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New York Post

 

New Orleans owes W

August 30, 2012

By Nicole Gelinas

PRINTER FRIENDLY

And GOP should tout the news

With Hurricane Isaac menacing New Orleans as Republicans meet in Tampa, the national media are reminding everyone how badly President George W. Bush screwed up the response to Hurricane Katrina in 2005. But Bush’s real New Orleans legacy isn’t those images of storm survivors desperate for food and water. It’s New Orleans’ spanking-new flood-protection system — which helps protects the city from a catastrophic repeat.

Seven years on, the images from Katrina remain indelible: survivors begging outside the city’s Convention Center and Superdome; rescuers terrified to enter the lawless metropolis without armed guard.

Yet New Orleans has moved on. Visit now, and you won’t find a city wallowing in self-pity, but one whose people have rebuilt.

That’s a small miracle. In 2005, people worried that the floodwaters had washed away the historic city forever. Yet the Big Easy has regained a population of 361,000 — nearly 80 percent of the pre-Katrina level.

And New Orleanians have rebuilt without bitterness. They aren’t angry partly because they know that they can’t blame outsiders — not even Bush — for their woes back then.

The failures of the levees? Yes, the feds were responsible for maintaining them — but local officials were responsible for holding the feds accountable.

Yet New Orleans’s regional levee boards had long been fonts of corruption. Local appointees to the boards were more interested in who was paying the restaurant tab than in making sure the water stayed out of people’s homes and workplaces.

The post-Katrina lawlessness, which slowed rescues and added to Katrina’s death toll of 1,836? The New Orleans Police Department couldn’t keep order after the storm because it couldn’t keep order before the storm.

Even in a good year, New Orleans’s murder rate, per capita, is 11 times New York’s. When people aren’t safe walking dry streets, they certainly won’t be safe once the streets are flooded out.

Both flooding and crime had their roots in the pre-Katrina corruption that infected New Orleans government. Indeed, a federal grand jury has for months been investigating Katrina-era Mayor Ray Nagin for shenanigans related to contractor kickbacks during his tenure.

The reality is that a city that can’t provide basic protection to its citizens in good times can’t do so in a crisis.

Yes, Bush should have responded more quickly once he realized the extent of New Orleans’ failures. But he didn’t cause those failures.

Anyway, this is all history. New Orleanians who returned to rebuild their city after August 2005 didn’t do so only to see it succumb to bad government again.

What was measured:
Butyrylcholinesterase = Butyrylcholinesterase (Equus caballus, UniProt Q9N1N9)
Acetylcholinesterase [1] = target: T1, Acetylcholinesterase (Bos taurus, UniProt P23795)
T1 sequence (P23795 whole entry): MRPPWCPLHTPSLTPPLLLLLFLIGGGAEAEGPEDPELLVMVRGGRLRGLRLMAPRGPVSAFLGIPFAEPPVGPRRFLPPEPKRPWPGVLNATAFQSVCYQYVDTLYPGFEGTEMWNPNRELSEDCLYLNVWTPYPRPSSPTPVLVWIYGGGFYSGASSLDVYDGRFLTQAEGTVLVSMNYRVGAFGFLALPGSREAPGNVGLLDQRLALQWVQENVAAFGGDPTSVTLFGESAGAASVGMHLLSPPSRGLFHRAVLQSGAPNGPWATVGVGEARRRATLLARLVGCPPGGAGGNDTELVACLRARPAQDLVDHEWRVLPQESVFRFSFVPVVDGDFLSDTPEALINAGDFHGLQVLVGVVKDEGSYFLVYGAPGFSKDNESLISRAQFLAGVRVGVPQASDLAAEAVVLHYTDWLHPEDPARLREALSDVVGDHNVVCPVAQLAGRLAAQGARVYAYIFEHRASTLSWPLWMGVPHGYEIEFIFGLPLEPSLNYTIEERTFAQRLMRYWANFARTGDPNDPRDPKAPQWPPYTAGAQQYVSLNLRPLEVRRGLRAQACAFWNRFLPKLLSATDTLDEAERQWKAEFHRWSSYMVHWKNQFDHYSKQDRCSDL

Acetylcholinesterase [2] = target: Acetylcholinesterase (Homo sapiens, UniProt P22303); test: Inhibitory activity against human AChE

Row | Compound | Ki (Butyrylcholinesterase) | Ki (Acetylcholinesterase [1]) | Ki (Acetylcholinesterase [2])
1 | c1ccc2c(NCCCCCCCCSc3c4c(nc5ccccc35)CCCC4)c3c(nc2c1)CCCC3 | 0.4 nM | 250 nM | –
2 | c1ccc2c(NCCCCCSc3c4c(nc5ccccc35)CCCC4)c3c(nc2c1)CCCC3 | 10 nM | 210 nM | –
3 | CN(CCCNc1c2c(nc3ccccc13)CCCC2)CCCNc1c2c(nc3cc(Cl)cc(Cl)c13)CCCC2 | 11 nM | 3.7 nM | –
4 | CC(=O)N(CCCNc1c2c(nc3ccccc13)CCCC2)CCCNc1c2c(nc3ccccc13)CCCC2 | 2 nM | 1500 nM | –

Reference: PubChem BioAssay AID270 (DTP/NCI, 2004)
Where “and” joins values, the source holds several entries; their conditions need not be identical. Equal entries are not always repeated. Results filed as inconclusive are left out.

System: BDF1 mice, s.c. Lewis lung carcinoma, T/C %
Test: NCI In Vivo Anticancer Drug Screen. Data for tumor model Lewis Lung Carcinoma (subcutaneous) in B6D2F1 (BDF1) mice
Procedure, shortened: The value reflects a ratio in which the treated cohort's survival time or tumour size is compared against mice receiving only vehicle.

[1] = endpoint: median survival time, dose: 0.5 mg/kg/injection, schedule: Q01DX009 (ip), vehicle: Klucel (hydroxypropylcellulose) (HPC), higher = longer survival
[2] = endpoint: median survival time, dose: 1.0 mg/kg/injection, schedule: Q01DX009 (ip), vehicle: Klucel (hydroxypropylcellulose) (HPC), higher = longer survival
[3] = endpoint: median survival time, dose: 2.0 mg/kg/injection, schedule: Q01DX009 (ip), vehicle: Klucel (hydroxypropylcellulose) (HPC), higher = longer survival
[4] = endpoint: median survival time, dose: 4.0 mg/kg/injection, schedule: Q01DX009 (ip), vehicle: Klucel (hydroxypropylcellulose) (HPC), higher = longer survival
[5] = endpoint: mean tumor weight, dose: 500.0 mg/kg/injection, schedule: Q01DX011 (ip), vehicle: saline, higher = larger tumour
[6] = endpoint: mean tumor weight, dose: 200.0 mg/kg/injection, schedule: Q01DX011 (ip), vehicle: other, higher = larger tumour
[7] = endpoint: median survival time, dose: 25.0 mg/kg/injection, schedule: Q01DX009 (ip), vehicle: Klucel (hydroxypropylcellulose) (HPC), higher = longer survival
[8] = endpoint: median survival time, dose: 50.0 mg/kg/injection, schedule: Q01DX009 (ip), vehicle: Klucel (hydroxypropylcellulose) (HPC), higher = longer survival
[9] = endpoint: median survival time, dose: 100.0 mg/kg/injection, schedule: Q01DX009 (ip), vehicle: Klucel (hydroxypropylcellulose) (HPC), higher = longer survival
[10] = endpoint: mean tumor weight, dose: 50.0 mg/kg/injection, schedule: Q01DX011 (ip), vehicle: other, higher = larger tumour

Since Katrina, they’ve elected a new mayor, Mitch Landrieu (Sen. Mary Landrieu’s brother), who took office in 2010. Voters have also done a sweep of the City Council. And activist citizens have forced the region’s levee boards to reorganize to stamp out corruption.

The city’s even working on its police department, which saw six officers indicted in a post-Katrina murder case.

That’s a tough slog, though — and the city is far from declaring victory. Residents don’t want to come to terms with the fact that even good policing must include the stop-and-frisk procedures to curtail illegal-weapons possession — a technique that still riles more successful cities, including New York.

But New Orleans couldn’t have even started to work on these long-term problems after Katrina without the $14.5 billion that President Bush sent it to build new flood barriers. This gave regular folk the confidence they needed to rebuild their homes, their lives and their local government. They could feel comfortable that they wouldn’t lose everything to floodwaters again.

Now, Isaac — albeit not as strong a storm as Katrina — is testing that new protection. So far, it’s holding up, although heavy rain could persist for days.

Indeed, the resilient post-Katrina New Orleans offers national Republicans gathered in Tampa a powerful message. When government delivers on core public works and on public safety, the citizenry can do the rest of the work.

Yes, seven years ago, Bush may have bungled the crisis. But the money that Washington sent to New Orleans when he was in charge helped prevent future emergencies.

That’s the Republicans’ real post-Katrina story. The GOP shouldn’t be shy about embracing it this week in Tampa.

Original Source: http://www.nypost.com/p/news/opinion/opedcolumnists/new_orleans_owes_Be6qnxIJyarhPH41b1hRYJ#ixzz254BTzd64

 

 
 
 

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